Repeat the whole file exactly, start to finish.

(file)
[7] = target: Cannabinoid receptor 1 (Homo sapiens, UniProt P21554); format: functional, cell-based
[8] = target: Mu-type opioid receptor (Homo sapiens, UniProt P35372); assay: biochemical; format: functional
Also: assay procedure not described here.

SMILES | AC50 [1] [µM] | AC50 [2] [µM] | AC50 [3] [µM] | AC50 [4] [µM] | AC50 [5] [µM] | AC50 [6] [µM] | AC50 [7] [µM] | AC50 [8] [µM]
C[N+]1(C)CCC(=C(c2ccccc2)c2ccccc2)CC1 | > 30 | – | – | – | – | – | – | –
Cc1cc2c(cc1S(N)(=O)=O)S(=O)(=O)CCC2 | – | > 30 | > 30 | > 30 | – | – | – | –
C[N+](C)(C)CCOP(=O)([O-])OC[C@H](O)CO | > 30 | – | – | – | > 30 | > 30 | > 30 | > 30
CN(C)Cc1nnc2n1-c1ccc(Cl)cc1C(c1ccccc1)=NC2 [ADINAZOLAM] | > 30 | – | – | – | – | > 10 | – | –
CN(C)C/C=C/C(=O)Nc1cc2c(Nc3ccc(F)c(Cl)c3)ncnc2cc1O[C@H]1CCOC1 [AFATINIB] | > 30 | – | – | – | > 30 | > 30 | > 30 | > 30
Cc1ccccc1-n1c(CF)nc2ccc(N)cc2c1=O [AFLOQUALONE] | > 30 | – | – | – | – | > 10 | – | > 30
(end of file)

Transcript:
[7] = target: Cannabinoid receptor 1 (Homo sapiens, UniProt P21554); format: functional, cell-based
[8] = target: Mu-type opioid receptor (Homo sapiens, UniProt P35372); assay: biochemical; format: functional
Also: assay procedure not described here.

SMILES | AC50 [1] [µM] | AC50 [2] [µM] | AC50 [3] [µM] | AC50 [4] [µM] | AC50 [5] [µM] | AC50 [6] [µM] | AC50 [7] [µM] | AC50 [8] [µM]
C[N+]1(C)CCC(=C(c2ccccc2)c2ccccc2)CC1 | > 30 | – | – | – | – | – | – | –
Cc1cc2c(cc1S(N)(=O)=O)S(=O)(=O)CCC2 | – | > 30 | > 30 | > 30 | – | – | – | –
C[N+](C)(C)CCOP(=O)([O-])OC[C@H](O)CO | > 30 | – | – | – | > 30 | > 30 | > 30 | > 30
CN(C)Cc1nnc2n1-c1ccc(Cl)cc1C(c1ccccc1)=NC2 [ADINAZOLAM] | > 30 | – | – | – | – | > 10 | – | –
CN(C)C/C=C/C(=O)Nc1cc2c(Nc3ccc(F)c(Cl)c3)ncnc2cc1O[C@H]1CCOC1 [AFATINIB] | > 30 | – | – | – | > 30 | > 30 | > 30 | > 30
Cc1ccccc1-n1c(CF)nc2ccc(N)cc2c1=O [AFLOQUALONE] | > 30 | – | – | – | – | > 10 | – | > 30